Intel Core i3-9100F vs AMD Ryzen 5 1600AF, which CPU is better?

intel vs amd processor

When we go to choose a new processor for the PC, we always have the eternal dilemma: Intel or AMD? In this article we are going to compare two of the top selling processors from both Intel and AMD for the mid-range, the Core i3-9100F vs Ryzen 5 1600AF, two processors that we can find below 100 dollars and that, however, deliver one excellent performance for any type of computer, including PC gaming.

A priori, the Intel processor has a relative advantage as it is significantly cheaper, since its price is around 75 dollars compared to 100 dollars for the AMD processor and, nevertheless, there are certain differences in favor of the Ryzen processor that could make the balance shifts in his favor. Let’s check everything.

We are as we can see before a quad-core processor without HyperThreading against a six-core and twelve threads with SMT, so the AMD processor is much better in this regard. The Intel processor takes some speed advantage since its base frequency is 400 MHz higher, and the turbo is 600 Mhz higher than that of the AMD processor, also having the same TDP.

Intel Core i3-9100F vs AMD Ryzen 5 1600AF comparison table

Intel Core i3-9100F AMD Ryzen 5 1600AF
Architecture Coffee Lake Refresh AMD Zen + Picasso
Segment Desk Desk
Socket LGA 1151 AM4
Die 140.6 mm2 210 mm2
Cores 4 6
Threads 4 12
Transistors 4,950 million
L1 cache 64K per core 128K per core
L2 cache 256K per core 512K per core
L3 cache 6 MB shared 4 MB shared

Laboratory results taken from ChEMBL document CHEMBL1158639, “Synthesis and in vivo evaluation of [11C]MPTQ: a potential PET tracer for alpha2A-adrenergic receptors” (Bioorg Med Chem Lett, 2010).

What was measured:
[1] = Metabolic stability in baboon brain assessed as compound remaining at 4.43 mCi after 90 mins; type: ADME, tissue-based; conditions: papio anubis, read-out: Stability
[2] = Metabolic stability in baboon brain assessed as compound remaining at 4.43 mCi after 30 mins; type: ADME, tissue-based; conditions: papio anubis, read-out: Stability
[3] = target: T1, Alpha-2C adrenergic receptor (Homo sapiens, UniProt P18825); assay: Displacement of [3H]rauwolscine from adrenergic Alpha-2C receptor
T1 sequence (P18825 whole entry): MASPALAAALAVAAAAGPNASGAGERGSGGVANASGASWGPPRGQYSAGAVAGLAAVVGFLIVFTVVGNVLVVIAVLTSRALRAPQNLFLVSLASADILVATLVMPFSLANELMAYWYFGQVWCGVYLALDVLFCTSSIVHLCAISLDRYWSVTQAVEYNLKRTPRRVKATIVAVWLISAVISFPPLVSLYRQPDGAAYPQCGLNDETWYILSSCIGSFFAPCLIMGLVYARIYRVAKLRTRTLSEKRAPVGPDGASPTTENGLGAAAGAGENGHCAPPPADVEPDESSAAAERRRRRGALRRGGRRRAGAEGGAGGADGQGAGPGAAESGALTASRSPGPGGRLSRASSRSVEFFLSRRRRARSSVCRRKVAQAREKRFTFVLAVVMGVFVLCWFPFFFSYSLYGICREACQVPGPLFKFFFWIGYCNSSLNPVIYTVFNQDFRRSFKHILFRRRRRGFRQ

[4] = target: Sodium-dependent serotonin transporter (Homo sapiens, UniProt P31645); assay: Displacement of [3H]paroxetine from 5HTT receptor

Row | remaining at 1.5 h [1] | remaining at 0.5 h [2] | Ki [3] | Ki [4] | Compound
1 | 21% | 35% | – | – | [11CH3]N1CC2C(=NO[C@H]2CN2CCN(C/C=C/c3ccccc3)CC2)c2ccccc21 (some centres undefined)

Base frequency 3.6 GHz 3.2 GHz
Turbo Frequency 4.2 GHz 3.6 GHz
TDP 65 W 65 W
Lithography 14 nm ++ 12nm
Maximum temperature 100 ºC 95 ºC
Heatsink as standard Intel OEM AMD Wraith Silent
RAM Up to 64GB DDR4-2 400 Up to 64GB DDR4-2933
Memory configuration Dual channel Dual channel
PCIe 3 3
Integrated graphics No No
IGPU frequency No No
Launching 2nd Quarter of 201 9 43647
Overclocking No Yes

As for caches, both processors differ at all levels: the Intel Core i3-9100F has 64K L1 cache, 256K L2 cache, and 6MB shared L3 cache, while the AMD Ryzen 5 1600AF processor boasts 128K L1 cache, 512K L2 cache, and 4MB shared L3 cache. So the Intel processor has 2MB more L3 cache but half L1 and L2 cache. This means that the AMD processor will be faster for simple and less complex tasks, but the Intel processor will take advantage of more extensive operations.

As for the RAM memory support, the Ryzen processor takes advantage here since it supports a higher speed as standard, up to DDR4 at 2933 MHz compared to DDR4 at 2400 MHz of the Intel processor, in both cases in dual channel mode.

And now come the advantages exclusively for the AMD processor, which are two: on the one hand, this processor has two cores and four more threads, with the obvious advantage in terms of performance that this implies. The second advantage is that it has the AMD Wraith Silent heatsink at the factory, far superior to the Intel OEM that includes the brand’s processor. This means that, although it supports a lower temperature limit, if we decide not to install a third-party heatsink with the AMD processor we will have better operating temperatures.

As always, it depends. Intel’s processor is slightly cheaper, but is considerably less powerful than AMD’s. The AMD processor, for its part, not only has more cores and threads, but it comes from the factory with a much better heatsink that will also save us money by not needing to buy a third-party heatsink.

In terms of performance, the AMD processor is clearly superior, and to this we must add the additional advantages that the AMD processor gives us as the factory heatsink, so if we had to choose we would opt for the Ryzen 5 1600AF since even if it costs a little more, what he gives us in return is worth it.